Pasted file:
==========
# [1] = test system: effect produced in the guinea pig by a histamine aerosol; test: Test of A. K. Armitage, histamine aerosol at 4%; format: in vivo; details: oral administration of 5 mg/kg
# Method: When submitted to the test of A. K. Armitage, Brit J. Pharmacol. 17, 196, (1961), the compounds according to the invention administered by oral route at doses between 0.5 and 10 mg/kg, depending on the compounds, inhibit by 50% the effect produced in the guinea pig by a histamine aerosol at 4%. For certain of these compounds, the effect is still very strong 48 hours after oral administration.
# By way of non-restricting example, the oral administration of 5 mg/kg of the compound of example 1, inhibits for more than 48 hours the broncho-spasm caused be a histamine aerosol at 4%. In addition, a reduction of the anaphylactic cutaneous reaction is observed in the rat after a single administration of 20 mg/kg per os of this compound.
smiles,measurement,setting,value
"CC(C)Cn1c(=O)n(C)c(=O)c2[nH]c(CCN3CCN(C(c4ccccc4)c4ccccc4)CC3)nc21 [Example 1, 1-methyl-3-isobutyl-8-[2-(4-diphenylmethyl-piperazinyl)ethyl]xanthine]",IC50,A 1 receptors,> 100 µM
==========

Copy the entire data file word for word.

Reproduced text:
# [1] = test system: effect produced in the guinea pig by a histamine aerosol; test: Test of A. K. Armitage, histamine aerosol at 4%; format: in vivo; details: oral administration of 5 mg/kg
# Method: When submitted to the test of A. K. Armitage, Brit J. Pharmacol. 17, 196, (1961), the compounds according to the invention administered by oral route at doses between 0.5 and 10 mg/kg, depending on the compounds, inhibit by 50% the effect produced in the guinea pig by a histamine aerosol at 4%. For certain of these compounds, the effect is still very strong 48 hours after oral administration.
# By way of non-restricting example, the oral administration of 5 mg/kg of the compound of example 1, inhibits for more than 48 hours the broncho-spasm caused be a histamine aerosol at 4%. In addition, a reduction of the anaphylactic cutaneous reaction is observed in the rat after a single administration of 20 mg/kg per os of this compound.
smiles,measurement,setting,value
"CC(C)Cn1c(=O)n(C)c(=O)c2[nH]c(CCN3CCN(C(c4ccccc4)c4ccccc4)CC3)nc21 [Example 1, 1-methyl-3-isobutyl-8-[2-(4-diphenylmethyl-piperazinyl)ethyl]xanthine]",IC50,A 1 receptors,> 100 µM